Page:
“These last words Mrs. E scarcely paused to decipher; for a renewed appeal from her brother, as to whether they were to have any dinner that day, urged her forward. The figure, filling up the doorway, remained stationary. There was no time for hesitation, she closed her eyes, rushed through the apparition and into the dining-room, throwing up her hands and exclaiming to Miss S, Oh! my dear, I’ve walked through Mrs. Children!”
This was the only time Mrs. R saw anything of the apparitions during her residence in the old Manor house, nor do they seem to have appeared again to anyone there, save Miss S. Mrs. R had her bedroom not only lit up by a blazing fire, but also by candles, whilst a lighted lamp was kept burning in the corridor. Miss S, however, appears to have been honoured with subsequent interviews by the apparitions, and from her conversations with them learnt that the husband’s name was Richard, and that he had died in 1753. She remarked that the costumes in which they appeared “were of the period of Queen Anne or one of the early Georges, she could not be sure which, as the fashions in both were similar.”
Deeply impressed with the mystery that appertained to the old Manor-house, Mr. R endeavoured to elucidate it by making inquiries among the servants and in the neighbourhood, but without success. No one knew that the house had ever been owned or inhabited by persons of the name of “Children,” although a nurse in the family, Sophy, had spent all her life in the vicinity. About four months afterwards, and when her mistress had given up all hopes of unravelling the mystery, Sophy went home for a holiday to her father’s at Riverhead, near Sevenoaks. During her visit she called on a sister-in-law, an old woman of seventy, who fifty years previous had been housemaid in a family residing in Ramhurst Manor-house. Sophy asked her old sister-in-law if she had ever heard of a family named Children living at the Manor, and was informed that there was no such familv there in her time, but she recollected having been informed by an old man, that in his boyhood he had assisted to keep the hounds of the Childrens who were then residing at Ramhurst. On her return Sophy communicated this information to Mrs. R, who thus learnt that a family named Children had once really occupied the Manor-house, but beyond that she was unable to learn anything about them.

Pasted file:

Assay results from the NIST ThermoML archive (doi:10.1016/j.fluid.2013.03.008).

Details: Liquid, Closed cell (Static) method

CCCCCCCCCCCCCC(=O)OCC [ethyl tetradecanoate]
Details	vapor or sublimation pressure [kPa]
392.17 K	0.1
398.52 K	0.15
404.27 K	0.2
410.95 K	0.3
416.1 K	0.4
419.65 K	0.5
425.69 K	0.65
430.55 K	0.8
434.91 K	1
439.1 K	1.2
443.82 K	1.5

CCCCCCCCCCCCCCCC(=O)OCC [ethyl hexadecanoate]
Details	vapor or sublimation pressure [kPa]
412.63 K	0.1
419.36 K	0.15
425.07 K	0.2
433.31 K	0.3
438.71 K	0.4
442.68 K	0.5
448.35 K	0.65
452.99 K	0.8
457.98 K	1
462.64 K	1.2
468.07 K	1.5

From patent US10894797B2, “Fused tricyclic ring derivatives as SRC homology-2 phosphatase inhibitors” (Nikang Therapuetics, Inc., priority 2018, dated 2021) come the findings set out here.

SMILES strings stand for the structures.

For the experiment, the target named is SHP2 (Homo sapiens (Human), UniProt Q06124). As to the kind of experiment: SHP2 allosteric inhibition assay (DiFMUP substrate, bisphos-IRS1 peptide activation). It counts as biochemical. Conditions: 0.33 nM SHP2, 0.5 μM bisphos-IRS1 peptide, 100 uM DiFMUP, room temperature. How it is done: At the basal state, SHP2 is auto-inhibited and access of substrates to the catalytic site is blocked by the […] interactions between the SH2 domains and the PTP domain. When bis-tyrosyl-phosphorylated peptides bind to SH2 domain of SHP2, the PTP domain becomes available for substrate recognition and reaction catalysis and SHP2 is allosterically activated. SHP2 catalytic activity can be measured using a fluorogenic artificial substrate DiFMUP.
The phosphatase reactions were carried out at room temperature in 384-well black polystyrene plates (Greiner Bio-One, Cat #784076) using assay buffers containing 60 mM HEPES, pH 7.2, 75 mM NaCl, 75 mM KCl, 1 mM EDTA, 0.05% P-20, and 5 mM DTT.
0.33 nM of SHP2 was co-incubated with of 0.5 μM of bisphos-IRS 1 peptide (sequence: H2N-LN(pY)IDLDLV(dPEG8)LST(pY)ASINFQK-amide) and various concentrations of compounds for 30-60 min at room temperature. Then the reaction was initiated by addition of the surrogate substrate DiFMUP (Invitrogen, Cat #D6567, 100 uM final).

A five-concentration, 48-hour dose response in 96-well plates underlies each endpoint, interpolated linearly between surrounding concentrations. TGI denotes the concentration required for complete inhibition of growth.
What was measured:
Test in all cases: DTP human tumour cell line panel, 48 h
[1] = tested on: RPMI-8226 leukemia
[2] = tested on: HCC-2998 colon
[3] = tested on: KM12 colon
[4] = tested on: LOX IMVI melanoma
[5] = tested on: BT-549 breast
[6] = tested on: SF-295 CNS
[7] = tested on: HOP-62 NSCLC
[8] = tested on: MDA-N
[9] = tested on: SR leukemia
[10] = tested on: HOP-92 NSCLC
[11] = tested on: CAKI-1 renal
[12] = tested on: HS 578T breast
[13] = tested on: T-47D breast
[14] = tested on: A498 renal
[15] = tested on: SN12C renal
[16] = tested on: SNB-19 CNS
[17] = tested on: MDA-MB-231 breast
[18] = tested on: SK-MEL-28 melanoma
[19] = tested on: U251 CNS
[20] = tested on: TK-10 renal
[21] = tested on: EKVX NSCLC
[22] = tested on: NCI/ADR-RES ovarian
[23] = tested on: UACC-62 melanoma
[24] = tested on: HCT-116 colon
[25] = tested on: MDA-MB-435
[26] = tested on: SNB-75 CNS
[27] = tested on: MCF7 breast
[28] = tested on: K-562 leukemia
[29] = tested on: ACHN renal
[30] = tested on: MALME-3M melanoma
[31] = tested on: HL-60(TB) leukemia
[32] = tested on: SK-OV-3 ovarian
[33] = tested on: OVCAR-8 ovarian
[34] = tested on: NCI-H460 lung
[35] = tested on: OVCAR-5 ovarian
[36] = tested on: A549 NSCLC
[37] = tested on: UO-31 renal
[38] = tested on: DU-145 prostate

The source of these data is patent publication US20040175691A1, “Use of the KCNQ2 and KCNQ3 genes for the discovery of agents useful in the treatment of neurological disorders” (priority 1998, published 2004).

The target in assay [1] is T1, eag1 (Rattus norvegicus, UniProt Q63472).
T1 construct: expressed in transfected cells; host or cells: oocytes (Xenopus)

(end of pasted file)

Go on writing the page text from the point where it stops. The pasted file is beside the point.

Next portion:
In December 1858, Robert Dale Owen, being in the company of the two ladies referred to, Mrs. R and Miss S , learnt all the particulars of the haunting and the apparitions already given. Having accepted an invitation to spend Christmas week with some friends living near Sevenoaks, he determined to prosecute further inquiries about the haunted Manor, and its former inhabitants in the neighbourhood. He sought out Sophy and questioned her closely about the disturbances at the Manor-house during Mrs. R’s residence, but was enabled to elicit little more than confirmatory evidence of what the reader knows already. Nor did his inspection of the churches and graveyards of Leigh and Tunbridge afford him any fresh information about the Children family, save that a certain George Children left, in the year 1718, a weekly gift of bread to the poor, and that another George Children, his descendant, who had died about forty years previous, and who had not resided at Ramhurst, had a marble tablet in Tunbridge Church erected to his memory.